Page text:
Enhanced permeability and retention effect

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The enhanced permeability and retention (EPR) effect is the property by which certain sizes of molecules (typically liposomes, nanoparticles, and macromolecular drugs) tend to accumulate in tumor tissue much more than they do in normal tissues.[1][2][3] The general explanation that is given for this phenomenon is that, in order for tumor cells to grow quickly, they must stimulate the production of blood vessels. VEGF and other growth factors are involved in cancer angiogenesis. Tumor cell aggregates as small as 150-200 μm, start to become dependent on blood supply carried out by neovasculature for their nutritional and oxygen supply. These newly formed tumor vessels are usually abnormal in form and architecture. They are poorly aligned defective endothelial cells with wide fenestrations, lacking a smooth muscle layer, or innervation with a wider lumen, and impaired functional receptors for angiotensin II. Furthermore, tumor tissues usually lack effective lymphatic drainage. All of these factors lead to abnormal molecular and fluid transport dynamics, especially for macromolecular drugs. This phenomenon is referred to as the “enhanced permeability and retention (EPR) effect” of macromolecules and lipids in solid tumors. The EPR effect is further enhanced by many pathophysiological factors involved in enhancement of the extravasation of macromolecules in solid tumor tissues. For instance, bradykinin, nitric oxide / peroxynitrite, prostaglandins, vascular permeability factor (also known as vascular endothelial growth factor VEGF), tumor necrosis factor and others. One factor that lends to the increased retention is the lack of lymphatics around the tumor region which would filter out such particles under normal conditions.

The EPR effect is important for nanoparticle and liposome delivery to cancer tissue.[4] One of many examples is the work regarding thermal ablation with gold nanoparticles. Halas, West and coworkers have shown a possible complement to radiation and chemotherapy in cancer therapy, wherein once nanoparticles are at the cancer site they can be heated up in response to a skin penetrating near IR laser. This therapy has shown to work best in conjunction with chemotherapeutics or other cancer therapies.[5] The EPR effect helps to carry the nanoparticles and spread inside the cancer tissue.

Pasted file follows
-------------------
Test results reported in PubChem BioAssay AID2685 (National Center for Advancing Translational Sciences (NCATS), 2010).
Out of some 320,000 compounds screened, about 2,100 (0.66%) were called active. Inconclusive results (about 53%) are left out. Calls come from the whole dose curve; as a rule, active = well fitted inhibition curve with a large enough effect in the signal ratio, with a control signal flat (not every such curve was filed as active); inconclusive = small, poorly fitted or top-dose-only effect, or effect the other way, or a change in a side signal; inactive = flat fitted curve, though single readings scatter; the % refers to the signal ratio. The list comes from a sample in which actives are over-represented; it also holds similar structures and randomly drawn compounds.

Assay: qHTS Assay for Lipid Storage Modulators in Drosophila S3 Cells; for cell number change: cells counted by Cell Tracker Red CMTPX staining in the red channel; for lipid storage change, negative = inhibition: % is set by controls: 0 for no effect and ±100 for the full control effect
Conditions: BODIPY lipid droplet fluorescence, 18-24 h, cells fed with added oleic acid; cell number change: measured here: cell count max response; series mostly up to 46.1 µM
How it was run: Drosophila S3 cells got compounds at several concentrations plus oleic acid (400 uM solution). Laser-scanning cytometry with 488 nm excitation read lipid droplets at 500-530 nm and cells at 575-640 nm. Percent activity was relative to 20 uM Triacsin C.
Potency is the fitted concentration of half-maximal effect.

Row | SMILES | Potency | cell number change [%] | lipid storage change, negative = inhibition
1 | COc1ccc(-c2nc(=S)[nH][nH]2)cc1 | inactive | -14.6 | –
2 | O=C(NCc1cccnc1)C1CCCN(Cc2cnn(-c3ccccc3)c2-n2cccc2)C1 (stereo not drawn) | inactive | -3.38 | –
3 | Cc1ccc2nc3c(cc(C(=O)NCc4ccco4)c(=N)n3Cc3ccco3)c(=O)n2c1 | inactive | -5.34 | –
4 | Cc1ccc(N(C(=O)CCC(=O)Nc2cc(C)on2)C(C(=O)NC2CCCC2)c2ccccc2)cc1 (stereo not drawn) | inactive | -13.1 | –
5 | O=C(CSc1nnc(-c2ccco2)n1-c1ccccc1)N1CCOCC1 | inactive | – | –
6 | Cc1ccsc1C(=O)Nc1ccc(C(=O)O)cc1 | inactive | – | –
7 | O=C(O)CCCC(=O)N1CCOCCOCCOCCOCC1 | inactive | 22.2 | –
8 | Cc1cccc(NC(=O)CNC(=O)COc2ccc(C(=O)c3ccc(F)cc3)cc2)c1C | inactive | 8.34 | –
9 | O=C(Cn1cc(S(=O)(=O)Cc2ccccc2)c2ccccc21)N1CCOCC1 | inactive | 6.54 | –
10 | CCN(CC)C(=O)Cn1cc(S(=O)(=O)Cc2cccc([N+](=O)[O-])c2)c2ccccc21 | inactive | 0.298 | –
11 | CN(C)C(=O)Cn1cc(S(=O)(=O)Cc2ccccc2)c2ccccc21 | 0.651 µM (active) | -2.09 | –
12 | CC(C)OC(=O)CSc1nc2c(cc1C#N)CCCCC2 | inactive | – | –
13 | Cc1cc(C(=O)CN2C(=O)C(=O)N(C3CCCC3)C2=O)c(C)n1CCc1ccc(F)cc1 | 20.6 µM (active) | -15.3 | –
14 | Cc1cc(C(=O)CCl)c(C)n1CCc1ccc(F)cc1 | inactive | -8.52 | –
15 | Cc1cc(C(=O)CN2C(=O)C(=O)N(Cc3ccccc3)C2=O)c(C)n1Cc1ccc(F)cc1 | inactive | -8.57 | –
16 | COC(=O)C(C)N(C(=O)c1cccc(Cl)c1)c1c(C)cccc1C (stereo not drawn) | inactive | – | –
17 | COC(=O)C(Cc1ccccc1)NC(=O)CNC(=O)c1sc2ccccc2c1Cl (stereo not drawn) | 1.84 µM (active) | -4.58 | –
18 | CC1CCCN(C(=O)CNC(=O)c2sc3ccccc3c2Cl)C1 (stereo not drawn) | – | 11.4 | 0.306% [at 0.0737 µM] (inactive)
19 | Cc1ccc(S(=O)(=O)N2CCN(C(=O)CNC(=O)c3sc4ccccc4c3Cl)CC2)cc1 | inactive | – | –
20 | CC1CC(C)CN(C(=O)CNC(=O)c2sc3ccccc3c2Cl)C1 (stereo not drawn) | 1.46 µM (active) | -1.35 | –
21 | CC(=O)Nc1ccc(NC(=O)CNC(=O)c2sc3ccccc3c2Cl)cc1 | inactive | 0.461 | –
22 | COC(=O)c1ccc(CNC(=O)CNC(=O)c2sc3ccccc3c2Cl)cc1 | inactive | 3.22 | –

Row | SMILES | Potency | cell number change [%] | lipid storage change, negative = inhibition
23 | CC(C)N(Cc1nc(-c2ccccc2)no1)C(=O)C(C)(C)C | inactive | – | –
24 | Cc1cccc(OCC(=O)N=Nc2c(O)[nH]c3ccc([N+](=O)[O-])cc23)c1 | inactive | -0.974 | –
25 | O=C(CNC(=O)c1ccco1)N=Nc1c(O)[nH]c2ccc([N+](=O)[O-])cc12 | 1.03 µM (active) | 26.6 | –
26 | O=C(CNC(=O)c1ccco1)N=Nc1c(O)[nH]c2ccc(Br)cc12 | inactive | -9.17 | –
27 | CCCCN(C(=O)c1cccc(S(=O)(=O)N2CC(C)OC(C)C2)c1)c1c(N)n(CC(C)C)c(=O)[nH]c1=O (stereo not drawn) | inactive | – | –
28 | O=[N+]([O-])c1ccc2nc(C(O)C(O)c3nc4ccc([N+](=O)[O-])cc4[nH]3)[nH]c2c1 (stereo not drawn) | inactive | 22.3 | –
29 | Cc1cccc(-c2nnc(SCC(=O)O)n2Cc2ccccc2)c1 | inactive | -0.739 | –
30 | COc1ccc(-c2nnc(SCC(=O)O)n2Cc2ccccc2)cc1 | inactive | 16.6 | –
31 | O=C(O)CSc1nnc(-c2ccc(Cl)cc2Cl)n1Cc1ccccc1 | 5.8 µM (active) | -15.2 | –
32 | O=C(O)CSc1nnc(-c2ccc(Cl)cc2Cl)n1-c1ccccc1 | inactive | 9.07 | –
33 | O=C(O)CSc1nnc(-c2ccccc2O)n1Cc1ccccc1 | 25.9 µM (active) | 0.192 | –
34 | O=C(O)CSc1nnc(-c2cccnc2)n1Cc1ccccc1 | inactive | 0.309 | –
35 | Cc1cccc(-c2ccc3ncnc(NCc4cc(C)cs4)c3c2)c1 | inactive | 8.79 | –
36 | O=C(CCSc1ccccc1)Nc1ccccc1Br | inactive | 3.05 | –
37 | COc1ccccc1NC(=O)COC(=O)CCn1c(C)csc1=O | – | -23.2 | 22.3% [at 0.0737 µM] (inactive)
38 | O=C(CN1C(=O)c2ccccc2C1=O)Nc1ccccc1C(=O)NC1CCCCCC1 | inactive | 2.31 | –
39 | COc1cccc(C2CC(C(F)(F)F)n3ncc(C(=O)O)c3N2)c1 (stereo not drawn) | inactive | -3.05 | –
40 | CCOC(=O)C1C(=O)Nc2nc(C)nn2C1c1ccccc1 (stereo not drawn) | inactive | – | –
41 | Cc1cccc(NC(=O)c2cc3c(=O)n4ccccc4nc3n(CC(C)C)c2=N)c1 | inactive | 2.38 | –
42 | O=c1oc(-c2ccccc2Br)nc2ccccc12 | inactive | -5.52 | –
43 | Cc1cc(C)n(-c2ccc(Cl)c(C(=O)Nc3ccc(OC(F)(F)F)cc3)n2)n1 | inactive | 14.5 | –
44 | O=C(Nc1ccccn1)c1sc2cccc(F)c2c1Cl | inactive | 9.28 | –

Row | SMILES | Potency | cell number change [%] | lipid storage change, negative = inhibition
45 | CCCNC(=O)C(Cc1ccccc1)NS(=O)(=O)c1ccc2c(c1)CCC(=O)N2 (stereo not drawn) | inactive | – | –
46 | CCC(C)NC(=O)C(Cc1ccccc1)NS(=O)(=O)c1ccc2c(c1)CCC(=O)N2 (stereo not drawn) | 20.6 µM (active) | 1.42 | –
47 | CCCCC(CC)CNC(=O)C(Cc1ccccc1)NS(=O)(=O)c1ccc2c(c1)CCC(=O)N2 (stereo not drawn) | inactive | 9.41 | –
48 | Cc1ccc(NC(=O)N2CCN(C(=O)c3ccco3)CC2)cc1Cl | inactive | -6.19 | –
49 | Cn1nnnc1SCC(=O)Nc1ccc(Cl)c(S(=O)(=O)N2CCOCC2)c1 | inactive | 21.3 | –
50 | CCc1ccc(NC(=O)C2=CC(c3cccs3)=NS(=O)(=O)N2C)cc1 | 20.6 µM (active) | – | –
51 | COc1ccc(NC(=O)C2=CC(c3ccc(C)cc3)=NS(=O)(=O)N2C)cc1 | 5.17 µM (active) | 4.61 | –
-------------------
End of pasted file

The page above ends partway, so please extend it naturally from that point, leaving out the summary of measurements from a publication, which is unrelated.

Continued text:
References[edit]

  1. ^ Matsumura Y, Maeda H (December 1986). "A new concept for macromolecular therapeutics in cancer chemotherapy: mechanism of tumoritropic accumulation of proteins and the antitumor agent smancs". Cancer Research 46 (12 Pt 1): 6387–92. PMID 2946403. 
  2. ^ Duncan, R. and Sat Y.-N. (1998). "Tumour targeting by enhanced permeability and retention (EPR) effect". Ann. Oncol. 9 (Suppl.2): 39. [verification needed]
  3. ^ Vasey PA, Kaye SB, Morrison R, et al. (January 1999). "Phase I clinical and pharmacokinetic study of PK1 [N-(2-hydroxypropyl)methacrylamide copolymer doxorubicin]: first member of a new class of chemotherapeutic agents-drug-polymer conjugates. Cancer Research Campaign Phase I/II Committee". Clinical Cancer Research 5 (1): 83–94. PMID 9918206. 
  4. ^ [1], Maeda H. Macromolecular therapeutics in cancer treatment: The EPR effect and beyond. J Control Release. 2012 May 1.
  5. ^ Poon RT, Borys N (February 2009). "Lyso-thermosensitive liposomal doxorubicin: a novel approach to enhance efficacy of thermal ablation of liver cancer". Expert Opinion on Pharmacotherapy 10 (2): 333–43. doi:10.1517/14656560802677874. PMID 19236203.